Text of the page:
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by Graham Williams
Duck Duck Go


Nyx Install Log


27 August 2009

Download ubuntu-9.04-desktop-amd64.iso from ftp://ftp.iinet.net.au/pub/ubuntu-releases/9.04/. This was burnt to CD and following an F12 on boot was used to boot Nyx.

Standard Ubuntu install. The options chosen: Language: English; Location: Sydney; Keyboard: USA. Partition: described below; Who are you?: Enter the details; Migrate documents and settings: Select nothing; Install; Restart.

Partition (MS/Vista was already installed on /dev/sda1 and /dev/sda2):

MS 73M sda1 not touched
MS 10G sda2 not touched
MS 50G sda3 Orig 989G
/ 928G sda5 ext3
swap 10G sda6
/home 1TG sdb1 ext3

On starting, the Update Manager kicked in as well as the Hardware Drivers application to indicate that there are restricted drivers available. Starting the Hardware Drivers application indicates the NVIDIA accelerated graphics driver (version 180) is available. Click on Activate to have it installed. On the next restart the screen looks just great and the nvidia-settings application is activated when trying to set the Display options. Also Install Updates using the Update Manager.

Some applications installed include: most emacs-snapshot ess auctex libglade2-dev r-recommended ggobi r-cran-rgtk2 r-cran-cairodevice r-cran-rggobi ssh nfs-server ubuntu-restricted-extras

Add in the Medibuntu (Multimedia, Entertainment and Distractions In Ubuntu) repository for Skype and DVDs. See https://help.ubuntu.com/community/Medibuntu. Installed: skype.

Install rattle.

12 January 2014

Download the Ubuntu 13.10 image for 64bit install and burn to DVD on Kyral. Reboot and choose F12 to boot from DVD. Then choose Try Ubuntu to run the live version from DVD. Test Ubuntu to ensure dual monitors work just fine and network connected. Looks great though screen saver puts the main monitor to sleep whilst the second monitor is just blanked (under kernel 3.8.0 with Ubuntu 13.04 both monitors go to sleep).

Whilst running the live version do backups:

$ sudo mkdir /a1
$ sudo mount /dev/sda1 /a1
$ sudo rsync -av /a1/etc/ /media/ubuntu/sabrina/nyx.etc.140112/
$ sudo rsync -av /a1/var/ /media/ubuntu/sabrina/nyx.var.140112/
$ sudo rsync -av /a1/usr/local/ /media/ubuntu/sabrina/nyx.local.140112/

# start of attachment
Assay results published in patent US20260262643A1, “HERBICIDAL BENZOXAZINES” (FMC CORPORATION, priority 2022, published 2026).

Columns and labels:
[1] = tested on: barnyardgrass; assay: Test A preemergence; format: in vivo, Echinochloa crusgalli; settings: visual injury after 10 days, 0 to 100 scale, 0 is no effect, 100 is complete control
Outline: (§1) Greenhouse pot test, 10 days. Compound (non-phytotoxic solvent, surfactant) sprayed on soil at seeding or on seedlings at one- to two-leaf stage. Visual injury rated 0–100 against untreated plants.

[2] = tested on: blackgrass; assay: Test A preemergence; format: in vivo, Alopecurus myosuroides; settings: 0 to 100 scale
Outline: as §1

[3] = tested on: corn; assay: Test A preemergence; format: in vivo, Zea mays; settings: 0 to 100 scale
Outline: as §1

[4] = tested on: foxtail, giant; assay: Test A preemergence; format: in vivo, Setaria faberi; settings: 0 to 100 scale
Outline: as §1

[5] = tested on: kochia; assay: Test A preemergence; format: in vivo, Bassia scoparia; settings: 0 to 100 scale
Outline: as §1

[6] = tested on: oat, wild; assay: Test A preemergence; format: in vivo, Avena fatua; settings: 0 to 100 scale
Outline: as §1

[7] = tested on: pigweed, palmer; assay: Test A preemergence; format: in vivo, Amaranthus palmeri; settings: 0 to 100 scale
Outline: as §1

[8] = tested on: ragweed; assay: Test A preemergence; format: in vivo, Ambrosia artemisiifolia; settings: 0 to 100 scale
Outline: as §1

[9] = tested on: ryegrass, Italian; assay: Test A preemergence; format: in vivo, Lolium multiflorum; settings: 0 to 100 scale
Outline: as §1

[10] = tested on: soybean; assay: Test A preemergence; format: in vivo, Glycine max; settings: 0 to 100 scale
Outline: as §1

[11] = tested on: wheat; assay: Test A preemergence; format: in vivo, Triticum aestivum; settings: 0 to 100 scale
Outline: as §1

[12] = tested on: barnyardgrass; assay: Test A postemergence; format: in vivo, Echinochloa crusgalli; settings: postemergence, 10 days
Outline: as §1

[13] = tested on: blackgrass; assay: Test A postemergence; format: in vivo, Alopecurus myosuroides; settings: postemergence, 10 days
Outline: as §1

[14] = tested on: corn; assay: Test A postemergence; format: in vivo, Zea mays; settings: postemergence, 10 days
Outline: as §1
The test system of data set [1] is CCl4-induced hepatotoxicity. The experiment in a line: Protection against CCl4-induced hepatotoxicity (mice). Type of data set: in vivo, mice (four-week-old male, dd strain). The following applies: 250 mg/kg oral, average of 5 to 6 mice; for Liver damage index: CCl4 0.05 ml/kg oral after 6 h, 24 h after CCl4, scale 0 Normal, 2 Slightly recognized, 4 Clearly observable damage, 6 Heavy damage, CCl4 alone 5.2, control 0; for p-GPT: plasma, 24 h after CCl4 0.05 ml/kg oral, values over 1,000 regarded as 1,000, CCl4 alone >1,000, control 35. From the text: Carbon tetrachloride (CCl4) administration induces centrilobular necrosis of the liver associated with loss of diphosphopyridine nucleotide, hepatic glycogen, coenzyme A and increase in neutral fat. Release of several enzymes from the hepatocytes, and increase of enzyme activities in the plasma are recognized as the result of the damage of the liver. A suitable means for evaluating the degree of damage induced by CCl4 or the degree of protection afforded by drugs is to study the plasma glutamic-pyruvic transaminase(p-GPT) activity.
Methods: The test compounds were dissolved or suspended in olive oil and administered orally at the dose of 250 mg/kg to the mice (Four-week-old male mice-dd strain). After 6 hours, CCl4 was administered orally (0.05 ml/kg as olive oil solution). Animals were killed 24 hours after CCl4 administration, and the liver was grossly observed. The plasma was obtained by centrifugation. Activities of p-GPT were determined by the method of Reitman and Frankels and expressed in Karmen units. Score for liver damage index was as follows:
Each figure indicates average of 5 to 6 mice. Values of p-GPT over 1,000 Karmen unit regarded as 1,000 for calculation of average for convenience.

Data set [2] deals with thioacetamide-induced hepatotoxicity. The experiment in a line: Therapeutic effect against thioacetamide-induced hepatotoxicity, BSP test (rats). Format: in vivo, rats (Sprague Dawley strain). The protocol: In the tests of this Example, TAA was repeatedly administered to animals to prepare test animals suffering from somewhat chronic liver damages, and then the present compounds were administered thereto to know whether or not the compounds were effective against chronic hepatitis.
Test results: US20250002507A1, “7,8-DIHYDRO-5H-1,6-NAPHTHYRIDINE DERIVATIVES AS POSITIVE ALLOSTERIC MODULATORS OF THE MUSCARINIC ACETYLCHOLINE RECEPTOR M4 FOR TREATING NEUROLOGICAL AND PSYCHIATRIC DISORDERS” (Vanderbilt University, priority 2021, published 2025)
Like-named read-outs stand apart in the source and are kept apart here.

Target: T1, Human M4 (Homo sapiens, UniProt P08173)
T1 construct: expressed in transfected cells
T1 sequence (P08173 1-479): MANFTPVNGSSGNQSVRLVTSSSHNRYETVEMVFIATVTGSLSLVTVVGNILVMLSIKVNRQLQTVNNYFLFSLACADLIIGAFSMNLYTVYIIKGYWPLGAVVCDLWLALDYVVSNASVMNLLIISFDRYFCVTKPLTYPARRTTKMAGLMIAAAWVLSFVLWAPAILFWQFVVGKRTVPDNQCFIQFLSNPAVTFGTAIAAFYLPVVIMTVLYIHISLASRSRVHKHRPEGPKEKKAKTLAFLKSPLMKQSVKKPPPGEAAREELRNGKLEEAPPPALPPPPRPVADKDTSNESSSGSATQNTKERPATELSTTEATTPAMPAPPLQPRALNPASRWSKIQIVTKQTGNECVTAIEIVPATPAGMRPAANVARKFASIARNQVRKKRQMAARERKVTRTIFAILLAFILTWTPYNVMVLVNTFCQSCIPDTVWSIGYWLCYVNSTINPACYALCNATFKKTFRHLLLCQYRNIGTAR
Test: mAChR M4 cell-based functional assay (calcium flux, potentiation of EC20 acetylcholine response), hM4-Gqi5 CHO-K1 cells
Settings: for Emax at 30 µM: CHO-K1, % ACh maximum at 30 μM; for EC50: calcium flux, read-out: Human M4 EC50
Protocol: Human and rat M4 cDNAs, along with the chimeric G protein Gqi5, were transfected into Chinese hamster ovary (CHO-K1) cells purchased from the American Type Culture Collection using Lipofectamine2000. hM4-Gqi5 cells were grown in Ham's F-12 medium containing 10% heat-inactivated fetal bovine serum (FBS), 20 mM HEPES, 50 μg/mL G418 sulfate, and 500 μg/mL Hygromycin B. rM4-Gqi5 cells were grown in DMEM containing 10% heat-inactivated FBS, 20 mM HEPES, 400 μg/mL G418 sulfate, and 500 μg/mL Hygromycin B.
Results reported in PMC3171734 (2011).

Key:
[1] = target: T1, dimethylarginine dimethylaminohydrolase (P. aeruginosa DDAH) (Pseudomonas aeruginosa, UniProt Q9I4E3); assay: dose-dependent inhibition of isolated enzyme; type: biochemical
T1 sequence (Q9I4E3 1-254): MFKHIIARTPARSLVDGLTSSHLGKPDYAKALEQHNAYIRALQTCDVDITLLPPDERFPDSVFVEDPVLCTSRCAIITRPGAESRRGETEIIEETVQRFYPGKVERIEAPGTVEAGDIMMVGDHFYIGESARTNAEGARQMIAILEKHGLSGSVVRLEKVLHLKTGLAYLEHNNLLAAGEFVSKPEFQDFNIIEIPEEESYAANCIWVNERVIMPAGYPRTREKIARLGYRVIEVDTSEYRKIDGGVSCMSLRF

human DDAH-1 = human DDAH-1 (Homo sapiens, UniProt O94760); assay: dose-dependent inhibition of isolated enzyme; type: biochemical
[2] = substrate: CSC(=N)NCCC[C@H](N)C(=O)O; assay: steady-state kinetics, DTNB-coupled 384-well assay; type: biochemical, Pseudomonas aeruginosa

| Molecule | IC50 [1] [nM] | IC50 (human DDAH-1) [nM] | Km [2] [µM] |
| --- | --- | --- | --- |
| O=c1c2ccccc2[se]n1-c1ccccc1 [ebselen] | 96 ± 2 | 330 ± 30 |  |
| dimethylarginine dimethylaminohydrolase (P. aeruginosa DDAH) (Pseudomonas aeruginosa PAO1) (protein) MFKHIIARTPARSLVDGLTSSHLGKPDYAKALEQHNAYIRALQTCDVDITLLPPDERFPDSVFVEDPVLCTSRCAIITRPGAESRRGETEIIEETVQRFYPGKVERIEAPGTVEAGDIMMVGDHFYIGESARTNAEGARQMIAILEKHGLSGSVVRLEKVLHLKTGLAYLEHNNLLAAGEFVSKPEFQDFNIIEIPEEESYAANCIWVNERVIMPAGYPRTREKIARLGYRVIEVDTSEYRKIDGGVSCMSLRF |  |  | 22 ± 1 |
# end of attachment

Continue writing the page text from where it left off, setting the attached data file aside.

Clean install of Ubuntu 13.10 from DVD using dash icon. Choose English. Choose to download updates while installing. Choose to install third-party software. Clicking on Continue and then cursor turned busy bit there was no further activity for quite some time. Eventually a popup notes that we had /dev/sda mounted and asked if it should be unmounted. It is reported that the delay is not an issue on a clean drive.

Next option is to Erase Ubuntu 13.10 and reinstall. There is an option to Reinstall Ubuntu 13.10 which keeps currently installed software where possible, but my aim here is a clean installation. By default choose to use the entire disk /dev/sda for Ubuntu, deleting the 2 current partitions overwrite empty disk space.

Ubuntu will use a default partition of the drive. From a previous installation /dev/sda1 is a 900GB partition formatted as ext4 mounted on / and /dev/sda5 is 100GB of swap. To retain this partition choose the choose advanced partitioning tool.

Choose location. Choose English (US) keyboard. Enter your name, computer name, username, and password. Log into Ubuntu One.

The system is then installed onto the chosen partition. Once completed we are asked to reboot the computer. Both screens are functional and at the highest resolutions (1680x1050 for the 22" and 1280x1024 for the 19") on reboot. From System Settings I rotate my second screen anti-clockwise.

Test this configuration out for a while before mounting my home drive (from /dev/sdb1). It will use a new empty home drive for now (on /dv/sda).

After reboot, the Software Updater (an icon in the Dash on the left hand edge of the screen) notices that 153.8MB of updates are available and provides an option to Install Now. Do so and then if requested, restart the computer.

Open a Terminal and install wajig to ensure everything is up to date and to install my usual suite of applications:

$ sudo apt-get install wajig
$ wajig update
$ wajig dist-upgrade
$ wajig install ssh meld most
$ wajig install emacs ess auctex bzr
$ wajig install nfs-server
$ wajig install keepassxc
$ wajig install transfig xfig gsfonts-x11
$ wajig install r-recommended r-cran-* r-bioc-*


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Other online resources include the Data Science Desktop Survival Guide.
Books available on Amazon include Data Mining with Rattle and Essentials of Data Science.
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